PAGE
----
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Skanda Mata

maa-skand-mata1

On the fifth day of Chaitra Navratri, Shakti is worshipped in the form of Skanda Mata (Skanda=a Hindu God, Mata=Mother). Skanda Mata is a form of Parvati and as Her name implies, She is the mother of Skanda. She has four arms and holds lotus flowers (symbolising blooming above the murk to achieve enlightenment) in Her two upper hands. In Her right arm, She cradles Her Son Skanda and She keeps Her left hand in the Abhaya Mudra position (indicates for the devotee not to fear and is a symbol of protection). Skanda Mata is a Warrior Goddess, riding atop a lion and defeating the Asuras (demons). However, She carries no weapons. Like his Mother, Skanda is also a warrior.

Skanda Mata governs the planet Mercury. She is associated with the Vishuddhi (Visha=impurity, poison, Shuddhi=perfection) chakra, located around the larynx and known as the Throat Chakra. The importance of the Vishuddhi chakra in Hindu thought is best narrated in this passage from the Holy Scriptures of the Puranas:

The Devas (gods) and Āsuras (demons) wanted to raise the treasure Amrita (the nectar of immortality), which was hidden in the depths of the ocean, to the surface. They used Mount Mandara as the stirring stick and the world serpent, Vāsuki, as the rope. The gods held the tail of the snake and the demons held its head. In this way they were able to churn the ocean of the world with their combined power. Numerous treasures and precious objects emerged from the ocean and, finally, the longed-for Amrita rose to the surface in a golden vessel.

But the serpent they had used to churn the oceans spat out a deadly poison that was capable of destroying the whole earth. Quickly the Devas caught it in a bowl so it was not able to do any harm. But as they had absolutely no idea what to do with it or how they could permanently “dispose” of it, they turned to Lord Shiva for help.

Lord Shiva is the most gracious of all the gods, and will never refuse a request from anyone. He took the bowl of poison and drank it down to the very last drop. However, in the process he did not swallow the poison but held it in the Vishuddhi Chakra and purified it by means of Ujjāyī Prānāyāma (a breath contorl technique used in yoga) and Jālandhara Bandha (a yoga position). In this way he rid the world of a deadly peril. Through the poison his throat was coloured dark blue, and since that day he has borne the nickname Nīlakantha (the blue-throated one).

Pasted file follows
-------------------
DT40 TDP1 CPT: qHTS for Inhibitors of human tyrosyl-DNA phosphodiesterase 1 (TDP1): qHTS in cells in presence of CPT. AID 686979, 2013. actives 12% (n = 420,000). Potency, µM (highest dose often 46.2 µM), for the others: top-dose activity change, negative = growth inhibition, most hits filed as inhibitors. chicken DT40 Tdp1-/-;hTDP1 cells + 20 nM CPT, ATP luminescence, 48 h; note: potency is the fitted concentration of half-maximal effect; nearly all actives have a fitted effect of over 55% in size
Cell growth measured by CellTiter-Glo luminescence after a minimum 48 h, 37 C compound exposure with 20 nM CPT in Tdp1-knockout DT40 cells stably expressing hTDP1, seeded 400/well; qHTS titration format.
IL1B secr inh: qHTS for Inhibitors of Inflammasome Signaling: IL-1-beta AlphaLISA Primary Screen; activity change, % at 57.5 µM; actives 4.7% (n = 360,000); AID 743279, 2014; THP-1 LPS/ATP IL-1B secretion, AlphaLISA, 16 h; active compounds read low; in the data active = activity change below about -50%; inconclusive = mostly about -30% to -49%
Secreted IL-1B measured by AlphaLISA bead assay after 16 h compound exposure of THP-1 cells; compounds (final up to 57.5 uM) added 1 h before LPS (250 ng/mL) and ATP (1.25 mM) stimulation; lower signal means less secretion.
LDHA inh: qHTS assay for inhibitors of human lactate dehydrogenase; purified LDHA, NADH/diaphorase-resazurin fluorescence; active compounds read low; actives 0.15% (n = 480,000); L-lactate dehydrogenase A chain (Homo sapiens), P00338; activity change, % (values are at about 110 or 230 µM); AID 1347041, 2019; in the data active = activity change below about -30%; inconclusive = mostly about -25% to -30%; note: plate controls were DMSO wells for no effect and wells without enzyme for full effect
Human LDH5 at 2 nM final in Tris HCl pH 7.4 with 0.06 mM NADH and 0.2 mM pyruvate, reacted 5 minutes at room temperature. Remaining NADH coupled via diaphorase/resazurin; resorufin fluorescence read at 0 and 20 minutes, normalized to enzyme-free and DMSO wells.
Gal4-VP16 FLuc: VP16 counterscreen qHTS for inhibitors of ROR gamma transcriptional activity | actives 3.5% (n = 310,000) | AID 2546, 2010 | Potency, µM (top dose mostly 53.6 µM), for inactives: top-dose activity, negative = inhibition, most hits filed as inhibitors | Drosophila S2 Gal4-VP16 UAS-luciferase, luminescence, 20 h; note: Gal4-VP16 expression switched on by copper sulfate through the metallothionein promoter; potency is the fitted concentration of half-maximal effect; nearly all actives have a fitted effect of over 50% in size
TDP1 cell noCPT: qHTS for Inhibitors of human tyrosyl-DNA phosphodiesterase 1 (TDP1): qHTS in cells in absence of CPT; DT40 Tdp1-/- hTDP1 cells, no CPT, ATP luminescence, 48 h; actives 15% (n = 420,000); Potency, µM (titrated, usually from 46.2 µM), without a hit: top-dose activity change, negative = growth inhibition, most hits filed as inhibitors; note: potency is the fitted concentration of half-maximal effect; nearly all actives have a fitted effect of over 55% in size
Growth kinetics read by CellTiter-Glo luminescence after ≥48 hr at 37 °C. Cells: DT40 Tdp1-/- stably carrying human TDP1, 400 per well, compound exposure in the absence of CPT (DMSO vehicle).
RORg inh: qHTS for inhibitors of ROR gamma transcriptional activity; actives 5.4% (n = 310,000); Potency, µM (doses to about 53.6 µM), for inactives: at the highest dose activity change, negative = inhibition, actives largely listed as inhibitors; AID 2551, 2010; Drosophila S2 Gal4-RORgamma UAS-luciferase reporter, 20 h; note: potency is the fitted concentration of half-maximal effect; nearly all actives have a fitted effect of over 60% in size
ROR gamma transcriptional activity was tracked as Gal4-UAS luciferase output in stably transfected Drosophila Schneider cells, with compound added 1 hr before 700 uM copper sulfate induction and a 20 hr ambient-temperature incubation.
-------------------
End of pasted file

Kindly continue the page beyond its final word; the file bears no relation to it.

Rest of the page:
This story demonstrates the purifying qualities of the Vishuddhi Chakra. This idea is also extended into yoga practice, in which conscious regulation of the breath is of great importance. Regulated breathing not only rids the body of physical toxins, but also purifies the emotions and conscious on a spiritual level. The importance of Vishuddhi Chakra is explained on a spiritual level in the following passage from chakras.net:

It is not just the external world that is extremely polluted, but also the psyche and consciousness of many people. For as long as the pernicious, toxic qualities of discord, rivalry, envy and resentment eat away at our mind, the light of God consciousness cannot shine through.

Just as Lord Shiva neither spat the poison out, nor swallowed it, we should not swallow our problems as we harm ourselves through this; but we should also not spit them out as this can cause another type of damage. Like Lord Shiva, who purified the poison in his throat, we can also resolve our problems with the help of the Vishuddhi Chakra.

Skanda Mata cares for Her devotees as Her own children and is often worshipped to remove obstacles from the devotee’s life. As Our Mother, She helps us to realise the poisons in our conscious and teaches us the best method in which to overcome these obstacles that hold us back from spiritual enlightenment.

Skanda Mata’s mantra is:

Sinhaasangataam Nityam Padmaanchit Kardwayaa

Shubhdaastu Sadaa Devi Skandmata Yashaswini

Which means in English:

Skanda Mata, who rides upon a lion with Kartikeya (another name for Skanda), holds lotuses in Her two hands and Varmudra (the mudra of blessing) in one hand, be propituous to me.

For purposes of pronunciation, I have included a link to the spoken mantra (The mantra itself lasts for the first 35 seconds of this video, after which a speaker gives a lecture in Hindi).

Resources:

http://www.drikpanchang.com/hindu-goddesses/parvati/durga/navdurga-skandamata.html

http://rampuri.com/navdurga-navratri/

http://vedicgoddess.weebly.com/3/post/2012/09/september-05th-20121.html

http://www.chakras.net/energy-centers/vishuddhi

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